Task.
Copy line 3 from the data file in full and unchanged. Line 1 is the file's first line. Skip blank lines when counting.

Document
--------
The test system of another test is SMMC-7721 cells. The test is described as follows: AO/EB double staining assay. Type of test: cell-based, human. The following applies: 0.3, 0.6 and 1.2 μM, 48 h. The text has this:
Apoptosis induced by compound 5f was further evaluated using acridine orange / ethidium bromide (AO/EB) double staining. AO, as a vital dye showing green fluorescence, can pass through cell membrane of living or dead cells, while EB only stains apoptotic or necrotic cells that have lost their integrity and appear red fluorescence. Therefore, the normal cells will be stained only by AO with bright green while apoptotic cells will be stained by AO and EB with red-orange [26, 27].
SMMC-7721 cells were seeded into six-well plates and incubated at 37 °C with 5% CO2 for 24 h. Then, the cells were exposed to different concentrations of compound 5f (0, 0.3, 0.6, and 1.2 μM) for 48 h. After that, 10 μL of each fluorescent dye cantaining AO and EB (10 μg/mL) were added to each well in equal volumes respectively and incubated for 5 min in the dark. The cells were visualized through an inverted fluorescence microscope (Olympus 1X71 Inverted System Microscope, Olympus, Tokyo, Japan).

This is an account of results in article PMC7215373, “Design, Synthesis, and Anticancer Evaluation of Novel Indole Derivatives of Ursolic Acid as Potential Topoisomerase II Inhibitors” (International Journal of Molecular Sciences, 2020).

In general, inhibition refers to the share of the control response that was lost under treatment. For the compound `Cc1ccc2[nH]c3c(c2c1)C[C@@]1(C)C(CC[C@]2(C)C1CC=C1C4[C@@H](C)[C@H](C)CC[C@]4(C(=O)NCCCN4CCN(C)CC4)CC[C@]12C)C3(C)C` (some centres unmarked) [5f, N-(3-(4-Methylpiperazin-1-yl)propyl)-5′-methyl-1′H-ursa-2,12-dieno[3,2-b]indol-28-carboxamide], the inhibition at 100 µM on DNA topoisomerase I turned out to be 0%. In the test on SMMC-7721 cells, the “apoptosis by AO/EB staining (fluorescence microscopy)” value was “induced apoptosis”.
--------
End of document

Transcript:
SMMC-7721 cells were seeded into six-well plates and incubated at 37 °C with 5% CO2 for 24 h. Then, the cells were exposed to different concentrations of compound 5f (0, 0.3, 0.6, and 1.2 μM) for 48 h. After that, 10 μL of each fluorescent dye cantaining AO and EB (10 μg/mL) were added to each well in equal volumes respectively and incubated for 5 min in the dark. The cells were visualized through an inverted fluorescence microscope (Olympus 1X71 Inverted System Microscope, Olympus, Tokyo, Japan).